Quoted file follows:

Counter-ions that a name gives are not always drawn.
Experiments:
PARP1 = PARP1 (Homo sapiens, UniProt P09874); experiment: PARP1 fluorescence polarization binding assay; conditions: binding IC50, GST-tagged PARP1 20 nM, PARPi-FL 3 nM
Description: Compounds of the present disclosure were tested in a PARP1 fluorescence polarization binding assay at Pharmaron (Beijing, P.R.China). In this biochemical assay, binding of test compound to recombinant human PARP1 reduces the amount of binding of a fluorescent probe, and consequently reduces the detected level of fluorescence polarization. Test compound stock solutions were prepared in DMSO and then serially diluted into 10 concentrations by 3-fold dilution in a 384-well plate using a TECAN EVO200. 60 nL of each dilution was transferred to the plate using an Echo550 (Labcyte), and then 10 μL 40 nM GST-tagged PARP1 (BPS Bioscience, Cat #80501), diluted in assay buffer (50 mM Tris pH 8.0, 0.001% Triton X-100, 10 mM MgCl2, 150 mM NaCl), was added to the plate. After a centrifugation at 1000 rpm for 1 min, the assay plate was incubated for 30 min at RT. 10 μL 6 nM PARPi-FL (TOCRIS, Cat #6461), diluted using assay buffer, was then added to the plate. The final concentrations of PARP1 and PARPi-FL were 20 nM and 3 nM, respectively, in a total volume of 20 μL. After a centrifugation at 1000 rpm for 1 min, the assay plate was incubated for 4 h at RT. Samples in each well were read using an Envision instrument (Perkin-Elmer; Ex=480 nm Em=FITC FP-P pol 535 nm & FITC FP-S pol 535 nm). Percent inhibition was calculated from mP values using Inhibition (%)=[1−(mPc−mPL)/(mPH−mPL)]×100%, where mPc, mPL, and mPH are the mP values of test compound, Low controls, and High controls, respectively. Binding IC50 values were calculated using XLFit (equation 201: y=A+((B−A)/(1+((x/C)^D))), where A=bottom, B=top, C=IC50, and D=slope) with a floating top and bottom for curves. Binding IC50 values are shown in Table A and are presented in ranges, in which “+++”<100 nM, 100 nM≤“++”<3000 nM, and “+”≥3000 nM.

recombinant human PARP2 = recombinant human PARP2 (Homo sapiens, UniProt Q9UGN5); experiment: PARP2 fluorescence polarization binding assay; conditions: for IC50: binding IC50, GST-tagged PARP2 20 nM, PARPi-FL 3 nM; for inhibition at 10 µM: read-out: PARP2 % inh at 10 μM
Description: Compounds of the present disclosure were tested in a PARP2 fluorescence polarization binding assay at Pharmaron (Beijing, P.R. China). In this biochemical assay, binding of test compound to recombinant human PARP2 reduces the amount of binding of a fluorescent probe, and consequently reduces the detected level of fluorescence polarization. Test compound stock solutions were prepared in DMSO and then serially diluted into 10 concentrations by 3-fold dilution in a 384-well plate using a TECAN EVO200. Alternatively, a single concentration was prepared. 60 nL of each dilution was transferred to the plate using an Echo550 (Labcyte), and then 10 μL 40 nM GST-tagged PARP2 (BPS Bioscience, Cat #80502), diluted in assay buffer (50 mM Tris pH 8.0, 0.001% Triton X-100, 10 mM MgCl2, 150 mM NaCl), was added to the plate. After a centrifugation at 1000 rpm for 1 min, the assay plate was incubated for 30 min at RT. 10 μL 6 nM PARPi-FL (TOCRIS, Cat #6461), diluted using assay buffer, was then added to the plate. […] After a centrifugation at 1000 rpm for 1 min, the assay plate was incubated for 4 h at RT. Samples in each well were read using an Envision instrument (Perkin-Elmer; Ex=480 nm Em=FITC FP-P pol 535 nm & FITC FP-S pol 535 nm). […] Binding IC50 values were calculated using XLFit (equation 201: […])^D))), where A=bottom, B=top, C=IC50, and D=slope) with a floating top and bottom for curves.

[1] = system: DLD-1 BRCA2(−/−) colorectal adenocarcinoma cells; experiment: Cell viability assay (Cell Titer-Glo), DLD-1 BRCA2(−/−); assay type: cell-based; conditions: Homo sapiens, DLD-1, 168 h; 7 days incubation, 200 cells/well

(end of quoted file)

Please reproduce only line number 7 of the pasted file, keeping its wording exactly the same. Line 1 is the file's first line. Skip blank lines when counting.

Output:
[1] = system: DLD-1 BRCA2(−/−) colorectal adenocarcinoma cells; experiment: Cell viability assay (Cell Titer-Glo), DLD-1 BRCA2(−/−); assay type: cell-based; conditions: Homo sapiens, DLD-1, 168 h; 7 days incubation, 200 cells/well